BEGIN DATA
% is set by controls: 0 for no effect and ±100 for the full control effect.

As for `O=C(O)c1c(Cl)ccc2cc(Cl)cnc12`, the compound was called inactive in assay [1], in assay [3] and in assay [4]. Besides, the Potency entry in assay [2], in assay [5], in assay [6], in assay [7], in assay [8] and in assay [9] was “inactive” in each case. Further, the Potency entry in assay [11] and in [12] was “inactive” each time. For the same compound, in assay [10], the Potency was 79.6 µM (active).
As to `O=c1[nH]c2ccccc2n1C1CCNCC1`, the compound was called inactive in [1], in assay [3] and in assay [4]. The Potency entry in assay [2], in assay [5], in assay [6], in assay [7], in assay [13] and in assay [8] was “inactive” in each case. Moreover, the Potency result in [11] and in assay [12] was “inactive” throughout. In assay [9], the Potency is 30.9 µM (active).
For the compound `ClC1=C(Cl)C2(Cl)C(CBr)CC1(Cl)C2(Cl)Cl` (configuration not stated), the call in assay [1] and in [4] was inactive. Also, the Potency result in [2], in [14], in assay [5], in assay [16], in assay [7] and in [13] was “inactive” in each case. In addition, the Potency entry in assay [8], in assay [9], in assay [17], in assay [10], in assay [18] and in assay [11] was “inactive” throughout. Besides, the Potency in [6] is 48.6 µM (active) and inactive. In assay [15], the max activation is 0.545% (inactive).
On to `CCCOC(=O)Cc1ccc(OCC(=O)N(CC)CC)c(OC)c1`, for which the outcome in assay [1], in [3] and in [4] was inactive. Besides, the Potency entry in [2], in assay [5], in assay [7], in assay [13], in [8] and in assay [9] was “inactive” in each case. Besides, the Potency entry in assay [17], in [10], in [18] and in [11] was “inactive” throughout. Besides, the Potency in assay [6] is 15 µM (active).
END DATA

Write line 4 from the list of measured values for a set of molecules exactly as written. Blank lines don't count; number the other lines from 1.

For the compound `ClC1=C(Cl)C2(Cl)C(CBr)CC1(Cl)C2(Cl)Cl` (configuration not stated), the call in assay [1] and in [4] was inactive. Also, the Potency result in [2], in [14], in assay [5], in assay [16], in assay [7] and in [13] was “inactive” in each case. In addition, the Potency entry in assay [8], in assay [9], in assay [17], in assay [10], in assay [18] and in assay [11] was “inactive” throughout. Besides, the Potency in [6] is 48.6 µM (active) and inactive. In assay [15], the max activation is 0.545% (inactive).